|IN THIS ISSUE|
For the last six months our staff and Advisory Board have been working on a new strategic plan and using this opportunity to revisit the Tao of WIPPS—in other words, our philosophy, our essence, our way. We keep returning to two core ideas: energizing citizen-centered democracy and embracing the Wisconsin Idea.
First, we believe that the strength of American democracy in the 21st century is more dependent than ever on the engagement of citizens and communities in making decisions about issues that matter to them. This “public work” as Harry Boyte, Co-Director of the Center for Democracy and Citizenship at Augsburg College, calls it, “is sustained, largely self-directed, collaborative effort, paid or unpaid, carried out by a diverse mix of people who create things of common value by deliberation; work by publics, for public purposes, in public.”
Second, as an institute of the UW Colleges and UW-Extension, we recognize the Wisconsin Idea as more than a platitude. We act on the imperative that the resources of the university be directed towards helping citizens address and solve problems. Thus, our primary task is to provide resources, knowledge, and ideas that empower the people of Wisconsin.
These two concepts constitute the basis of our philosophy, our essence, and our way. What motivates us is the desire to serve the people of Wisconsin.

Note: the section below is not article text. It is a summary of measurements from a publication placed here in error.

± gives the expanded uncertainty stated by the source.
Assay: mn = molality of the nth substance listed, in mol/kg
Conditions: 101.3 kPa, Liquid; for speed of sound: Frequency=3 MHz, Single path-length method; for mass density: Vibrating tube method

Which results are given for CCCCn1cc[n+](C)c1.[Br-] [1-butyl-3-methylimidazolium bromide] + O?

David R. Obey Resource Center to Open September 3
The David R. Obey Civic Resource Center will open to the public September 3, 2014 at the UW Center for Civic Engagement in Wausau. The mission of the Obey Center is to educate and encourage young people to become knowledgeable and active participants in a healthy democratic society. The Obey Center also provides research opportunities for students, scholars, and citizens using original congressional archive material in partnership with the Wisconsin State Historical Society through its Area Resource Network. Stay tuned for our public invitation to the grand opening. For more information, visit http://wipps.org/programs/ObeyCenter
Steve Anderson is a 1971 graduate of UW Madison with a BBA in finance and banking. Upon graduation he began a 40-year banking career as a bank examiner with the FDIC. Beginning in 1980, he served in numerous banking positions for Wells Fargo Bank in the Milwaukee Market, including Manager of Commercial Banking, Manager of the Retail Branch Network, and Market President. In 2000, Anderson joined River Valley Bank, now a $1 billion banking organization in North Central Wisconsin and the Upper Peninsula. He retired from River Valley Bank at the end of 2011 as President and CEO. Anderson is a proud graduate of UW-Marathon County (UWMC) and now serves on the UWMC Foundation Board, which he has chaired three times.